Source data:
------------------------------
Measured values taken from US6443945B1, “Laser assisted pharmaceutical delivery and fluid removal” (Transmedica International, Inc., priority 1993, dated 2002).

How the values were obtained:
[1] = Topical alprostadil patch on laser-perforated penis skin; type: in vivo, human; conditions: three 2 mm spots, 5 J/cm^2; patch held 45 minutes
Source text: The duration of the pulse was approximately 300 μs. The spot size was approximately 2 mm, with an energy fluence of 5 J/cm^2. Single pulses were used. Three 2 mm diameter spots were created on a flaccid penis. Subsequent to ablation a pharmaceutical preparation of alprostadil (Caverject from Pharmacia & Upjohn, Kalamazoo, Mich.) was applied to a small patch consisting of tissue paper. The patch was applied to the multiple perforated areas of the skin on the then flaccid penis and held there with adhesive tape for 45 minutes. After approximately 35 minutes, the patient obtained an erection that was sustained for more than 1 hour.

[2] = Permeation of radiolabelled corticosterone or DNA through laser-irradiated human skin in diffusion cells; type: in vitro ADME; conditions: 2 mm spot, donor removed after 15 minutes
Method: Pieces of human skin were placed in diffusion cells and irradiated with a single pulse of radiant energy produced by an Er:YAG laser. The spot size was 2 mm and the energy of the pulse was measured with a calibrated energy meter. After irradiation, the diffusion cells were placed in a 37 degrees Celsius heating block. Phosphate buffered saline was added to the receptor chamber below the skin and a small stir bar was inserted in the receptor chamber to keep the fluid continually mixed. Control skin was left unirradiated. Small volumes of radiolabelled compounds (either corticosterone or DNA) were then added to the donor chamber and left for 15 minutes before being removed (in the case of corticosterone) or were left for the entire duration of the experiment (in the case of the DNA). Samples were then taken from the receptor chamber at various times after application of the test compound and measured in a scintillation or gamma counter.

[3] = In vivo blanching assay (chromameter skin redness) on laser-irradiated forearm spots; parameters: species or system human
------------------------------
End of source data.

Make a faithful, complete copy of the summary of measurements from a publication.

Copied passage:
Measured values taken from US6443945B1, “Laser assisted pharmaceutical delivery and fluid removal” (Transmedica International, Inc., priority 1993, dated 2002).

How the values were obtained:
[1] = Topical alprostadil patch on laser-perforated penis skin; type: in vivo, human; conditions: three 2 mm spots, 5 J/cm^2; patch held 45 minutes
Source text: The duration of the pulse was approximately 300 μs. The spot size was approximately 2 mm, with an energy fluence of 5 J/cm^2. Single pulses were used. Three 2 mm diameter spots were created on a flaccid penis. Subsequent to ablation a pharmaceutical preparation of alprostadil (Caverject from Pharmacia & Upjohn, Kalamazoo, Mich.) was applied to a small patch consisting of tissue paper. The patch was applied to the multiple perforated areas of the skin on the then flaccid penis and held there with adhesive tape for 45 minutes. After approximately 35 minutes, the patient obtained an erection that was sustained for more than 1 hour.

[2] = Permeation of radiolabelled corticosterone or DNA through laser-irradiated human skin in diffusion cells; type: in vitro ADME; conditions: 2 mm spot, donor removed after 15 minutes
Method: Pieces of human skin were placed in diffusion cells and irradiated with a single pulse of radiant energy produced by an Er:YAG laser. The spot size was 2 mm and the energy of the pulse was measured with a calibrated energy meter. After irradiation, the diffusion cells were placed in a 37 degrees Celsius heating block. Phosphate buffered saline was added to the receptor chamber below the skin and a small stir bar was inserted in the receptor chamber to keep the fluid continually mixed. Control skin was left unirradiated. Small volumes of radiolabelled compounds (either corticosterone or DNA) were then added to the donor chamber and left for 15 minutes before being removed (in the case of corticosterone) or were left for the entire duration of the experiment (in the case of the DNA). Samples were then taken from the receptor chamber at various times after application of the test compound and measured in a scintillation or gamma counter.

[3] = In vivo blanching assay (chromameter skin redness) on laser-irradiated forearm spots; parameters: species or system human